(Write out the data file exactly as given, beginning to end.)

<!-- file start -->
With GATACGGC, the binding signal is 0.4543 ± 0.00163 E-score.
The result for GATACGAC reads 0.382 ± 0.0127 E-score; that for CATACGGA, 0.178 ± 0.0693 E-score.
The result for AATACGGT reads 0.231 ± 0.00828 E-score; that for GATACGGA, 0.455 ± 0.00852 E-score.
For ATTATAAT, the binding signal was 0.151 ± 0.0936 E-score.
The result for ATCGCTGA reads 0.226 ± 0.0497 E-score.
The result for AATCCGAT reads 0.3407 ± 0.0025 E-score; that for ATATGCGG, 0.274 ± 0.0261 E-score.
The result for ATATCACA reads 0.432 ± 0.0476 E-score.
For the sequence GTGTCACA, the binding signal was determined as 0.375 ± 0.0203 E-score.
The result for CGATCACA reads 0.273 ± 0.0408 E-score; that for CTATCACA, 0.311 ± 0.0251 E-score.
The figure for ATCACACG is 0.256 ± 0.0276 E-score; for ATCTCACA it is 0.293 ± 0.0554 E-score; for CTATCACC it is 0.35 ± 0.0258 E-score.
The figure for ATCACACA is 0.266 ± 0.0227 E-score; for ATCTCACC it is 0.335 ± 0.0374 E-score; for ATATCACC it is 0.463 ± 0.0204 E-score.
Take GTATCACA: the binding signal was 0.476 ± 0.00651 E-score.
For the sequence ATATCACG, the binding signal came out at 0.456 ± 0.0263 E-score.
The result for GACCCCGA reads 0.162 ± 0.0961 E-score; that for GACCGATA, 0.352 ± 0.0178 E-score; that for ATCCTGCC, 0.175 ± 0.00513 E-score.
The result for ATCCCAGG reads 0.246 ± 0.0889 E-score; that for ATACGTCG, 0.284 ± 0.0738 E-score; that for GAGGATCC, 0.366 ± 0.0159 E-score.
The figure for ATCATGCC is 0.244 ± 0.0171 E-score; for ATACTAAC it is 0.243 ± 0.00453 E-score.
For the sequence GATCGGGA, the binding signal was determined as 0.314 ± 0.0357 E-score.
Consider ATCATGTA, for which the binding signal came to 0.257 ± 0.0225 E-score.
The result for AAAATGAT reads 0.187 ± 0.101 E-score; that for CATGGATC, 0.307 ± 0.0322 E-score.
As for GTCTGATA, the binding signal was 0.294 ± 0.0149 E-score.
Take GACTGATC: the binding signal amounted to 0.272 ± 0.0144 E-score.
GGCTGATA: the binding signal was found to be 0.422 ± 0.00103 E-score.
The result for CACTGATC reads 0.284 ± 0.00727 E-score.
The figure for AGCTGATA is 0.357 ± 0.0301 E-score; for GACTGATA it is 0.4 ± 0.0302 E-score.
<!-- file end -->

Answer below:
With GATACGGC, the binding signal is 0.4543 ± 0.00163 E-score.
The result for GATACGAC reads 0.382 ± 0.0127 E-score; that for CATACGGA, 0.178 ± 0.0693 E-score.
The result for AATACGGT reads 0.231 ± 0.00828 E-score; that for GATACGGA, 0.455 ± 0.00852 E-score.
For ATTATAAT, the binding signal was 0.151 ± 0.0936 E-score.
The result for ATCGCTGA reads 0.226 ± 0.0497 E-score.
The result for AATCCGAT reads 0.3407 ± 0.0025 E-score; that for ATATGCGG, 0.274 ± 0.0261 E-score.
The result for ATATCACA reads 0.432 ± 0.0476 E-score.
For the sequence GTGTCACA, the binding signal was determined as 0.375 ± 0.0203 E-score.
The result for CGATCACA reads 0.273 ± 0.0408 E-score; that for CTATCACA, 0.311 ± 0.0251 E-score.
The figure for ATCACACG is 0.256 ± 0.0276 E-score; for ATCTCACA it is 0.293 ± 0.0554 E-score; for CTATCACC it is 0.35 ± 0.0258 E-score.
The figure for ATCACACA is 0.266 ± 0.0227 E-score; for ATCTCACC it is 0.335 ± 0.0374 E-score; for ATATCACC it is 0.463 ± 0.0204 E-score.
Take GTATCACA: the binding signal was 0.476 ± 0.00651 E-score.
For the sequence ATATCACG, the binding signal came out at 0.456 ± 0.0263 E-score.
The result for GACCCCGA reads 0.162 ± 0.0961 E-score; that for GACCGATA, 0.352 ± 0.0178 E-score; that for ATCCTGCC, 0.175 ± 0.00513 E-score.
The result for ATCCCAGG reads 0.246 ± 0.0889 E-score; that for ATACGTCG, 0.284 ± 0.0738 E-score; that for GAGGATCC, 0.366 ± 0.0159 E-score.
The figure for ATCATGCC is 0.244 ± 0.0171 E-score; for ATACTAAC it is 0.243 ± 0.00453 E-score.
For the sequence GATCGGGA, the binding signal was determined as 0.314 ± 0.0357 E-score.
Consider ATCATGTA, for which the binding signal came to 0.257 ± 0.0225 E-score.
The result for AAAATGAT reads 0.187 ± 0.101 E-score; that for CATGGATC, 0.307 ± 0.0322 E-score.
As for GTCTGATA, the binding signal was 0.294 ± 0.0149 E-score.
Take GACTGATC: the binding signal amounted to 0.272 ± 0.0144 E-score.
GGCTGATA: the binding signal was found to be 0.422 ± 0.00103 E-score.
The result for CACTGATC reads 0.284 ± 0.00727 E-score.
The figure for AGCTGATA is 0.357 ± 0.0301 E-score; for GACTGATA it is 0.4 ± 0.0302 E-score.